The second dancer in this video is apparently Janhvi’s choreographer and teacher/trainer, Charvi Bhardwaj. (By the way, this is information that I am adding a week after this post first went up. See the comments section if you are curious about the discussions that finally led to this conclusion.)
The physical environment for this dance is also little more fancy than the kind that I generally want to feature in this sort of post, and even though there is a couch here, I wonder if, as in the first video, we are looking at some sort of dance studio built into an elaborate home. Nonetheless, it is very clearly an at-home production, also specified as a dance done during quarantine. And it is very nice.
There are other, longer dance clips on YouTube that are obviously from the same session, but I found this one-minute performance to be the nicest. Maybe part of the reason for that is the song that they’ve chosen, an old one that was danced to by Waheeda Rehman in 1965, in Guide.
The next dance is done in more of the modest kind of environment that I think about when I want to watch dances in people’s homes. (It’s a nice little room – attractive drapes and windows and a decent-looking couch.) I also always enjoy Kathak “pure” dance segments involving rhythms and footwork and I found this one to be quite charming and good. (It would have been nice if we had gotten better camera angles so that we could see the feet more during the footwork, but since this is obviously a no-frills video without professional production, I would not expect perfection in that area here.)
While the dancer, Pooja Tiwari, is obviously not a famous film dancer, she does have some professional dance experience, which includes teaching, dancing on TV shows, and doing choreography. She is also actually a resident of the U.S., having moved to Quincy, Massachusetts back in 2009. And by the way, if you are wondering how I know all this, it’s because I read the About page on her website.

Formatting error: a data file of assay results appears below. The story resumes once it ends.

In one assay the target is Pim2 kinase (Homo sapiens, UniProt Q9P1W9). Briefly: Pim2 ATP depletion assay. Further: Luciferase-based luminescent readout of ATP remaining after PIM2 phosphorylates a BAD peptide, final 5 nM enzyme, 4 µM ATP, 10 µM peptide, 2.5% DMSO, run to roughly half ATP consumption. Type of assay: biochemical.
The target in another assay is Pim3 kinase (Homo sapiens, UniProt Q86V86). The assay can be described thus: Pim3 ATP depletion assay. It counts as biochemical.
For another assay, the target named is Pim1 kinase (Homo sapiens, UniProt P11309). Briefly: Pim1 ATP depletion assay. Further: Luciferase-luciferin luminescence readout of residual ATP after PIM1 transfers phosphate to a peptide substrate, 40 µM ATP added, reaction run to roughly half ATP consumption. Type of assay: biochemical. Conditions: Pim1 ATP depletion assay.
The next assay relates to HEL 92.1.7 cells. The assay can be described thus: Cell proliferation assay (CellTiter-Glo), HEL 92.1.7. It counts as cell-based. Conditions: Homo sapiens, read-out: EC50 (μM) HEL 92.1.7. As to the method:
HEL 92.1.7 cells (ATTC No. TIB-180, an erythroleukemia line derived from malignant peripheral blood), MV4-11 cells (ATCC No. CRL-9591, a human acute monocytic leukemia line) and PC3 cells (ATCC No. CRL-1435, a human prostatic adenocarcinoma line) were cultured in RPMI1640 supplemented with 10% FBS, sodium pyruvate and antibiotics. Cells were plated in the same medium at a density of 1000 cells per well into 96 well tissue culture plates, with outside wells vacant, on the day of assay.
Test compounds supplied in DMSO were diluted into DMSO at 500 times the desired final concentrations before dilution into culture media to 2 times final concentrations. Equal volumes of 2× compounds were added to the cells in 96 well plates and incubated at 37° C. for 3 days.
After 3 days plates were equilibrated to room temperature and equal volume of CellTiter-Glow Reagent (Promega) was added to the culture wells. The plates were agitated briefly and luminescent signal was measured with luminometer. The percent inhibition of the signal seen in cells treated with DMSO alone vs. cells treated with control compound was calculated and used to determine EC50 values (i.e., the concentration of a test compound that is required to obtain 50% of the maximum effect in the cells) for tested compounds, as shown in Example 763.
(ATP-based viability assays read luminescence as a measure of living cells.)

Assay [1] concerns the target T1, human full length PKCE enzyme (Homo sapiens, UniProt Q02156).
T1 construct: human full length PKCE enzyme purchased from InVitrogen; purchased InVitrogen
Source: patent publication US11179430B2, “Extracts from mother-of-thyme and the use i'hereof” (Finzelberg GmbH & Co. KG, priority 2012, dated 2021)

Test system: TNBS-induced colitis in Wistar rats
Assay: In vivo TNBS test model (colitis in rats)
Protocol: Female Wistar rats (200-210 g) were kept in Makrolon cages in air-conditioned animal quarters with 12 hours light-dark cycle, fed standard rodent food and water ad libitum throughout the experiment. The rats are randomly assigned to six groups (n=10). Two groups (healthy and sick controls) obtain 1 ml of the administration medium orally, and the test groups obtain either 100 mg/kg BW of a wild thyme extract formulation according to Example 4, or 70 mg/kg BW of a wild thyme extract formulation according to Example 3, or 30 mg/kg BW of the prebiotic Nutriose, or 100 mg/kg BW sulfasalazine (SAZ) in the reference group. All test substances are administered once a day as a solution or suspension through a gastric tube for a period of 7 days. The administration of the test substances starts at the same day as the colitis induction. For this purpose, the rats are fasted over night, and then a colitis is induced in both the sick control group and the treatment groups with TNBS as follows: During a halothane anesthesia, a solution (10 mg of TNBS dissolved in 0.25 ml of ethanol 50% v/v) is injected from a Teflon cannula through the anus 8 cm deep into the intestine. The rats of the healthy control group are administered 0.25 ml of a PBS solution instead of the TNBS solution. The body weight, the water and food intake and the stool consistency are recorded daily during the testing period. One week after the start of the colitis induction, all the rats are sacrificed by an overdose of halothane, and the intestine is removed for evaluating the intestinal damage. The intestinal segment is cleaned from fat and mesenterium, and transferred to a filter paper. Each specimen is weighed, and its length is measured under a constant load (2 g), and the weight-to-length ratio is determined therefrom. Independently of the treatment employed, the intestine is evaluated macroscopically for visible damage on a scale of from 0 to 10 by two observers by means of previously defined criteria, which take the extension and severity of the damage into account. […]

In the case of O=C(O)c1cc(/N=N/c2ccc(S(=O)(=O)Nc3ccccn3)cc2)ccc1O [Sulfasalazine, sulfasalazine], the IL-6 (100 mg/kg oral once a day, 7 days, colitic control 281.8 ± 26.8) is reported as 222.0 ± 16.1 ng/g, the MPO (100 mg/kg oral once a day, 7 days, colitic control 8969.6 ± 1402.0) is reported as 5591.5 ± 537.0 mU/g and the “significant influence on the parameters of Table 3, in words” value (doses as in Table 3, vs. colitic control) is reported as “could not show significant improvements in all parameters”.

I felt that I should not put together this post without including at least one Bharatanatyam video, so I am glad I found the one that follows. I also am pleased that I found a dance in a small, modest room that is so well put together. I like the combination of colors, the furniture arrangement and, here too, the drapes! Plus, the dance is certainly nice to watch. I do not know anything about this dancer, Shivani Mhatre, except, looking at another video of hers on YouTube, I see that she danced in a performance at Thakur Polytechnic. (That one is dated March 27, though it must be from sometime farther back – unless these students got to get a dance performance in right before the lockdown started.) I hope that we will get to see many more dances from her in the future.
When we’re looking for stay-at-home videos or “quarantine”/”lockdown” videos, rooftops are just as legitimate as any other environment, and sometimes they make for the nicest setting in the modest vein. I’ve posted some rooftop videos before, but this is the first time that I have found – and am posting – a nighttime rooftop silhouette clip. This is certainly a different approach, and I do like it. I have seen this technique used in a few vintage films, but I do not recall ever seeing this done in a simple video filmed on top of someone’s home! And since it is labeled a “quarantine video,” I might add that among the “quarantine videos,” this one’s particularly unique. The dancer, Arpita Verma, is pretty good, too. I don’t know anything about her, except that she’s a choreographer as well as a dancer and has posted a few good dances on YouTube. The song is not so unique, since it’s another one of those popular film songs from the past couple of decades that a lot of people like to refer to. (I have never seen My Name Is Khan, which came out in 2010. I suppose I should sometime.) But it’s not a bad song, either.
And I will conclude here, having posted the same number of videos that I did the last time I put up this kind of post. (Actually, in the last one, I added one more video slightly later as a P.S. I wouldn’t rule out the possibility of doing that here as well.) I hope that at least some people enjoy this kind of post, because I am thinking about doing this more often, creating a series of sorts. At the very least, I hope that some people found this to be a pleasant distraction, especially considering that under the present circumstances, we all can use as many pleasant distractions as we can find.
P.S. One of these days when I do another of these posts, I’ll find a way to include a male dancer or two. I just haven’t found any home-based clips with male dancers that I liked enough, especially not in the classical or semi-classical genres, which is where I am keeping the focus here. (I saw a couple of “lockdown” clips starring guys who were pretty good dancers, but they were doing a more modern and free-form kind of thing.) I will keep an eye out, though.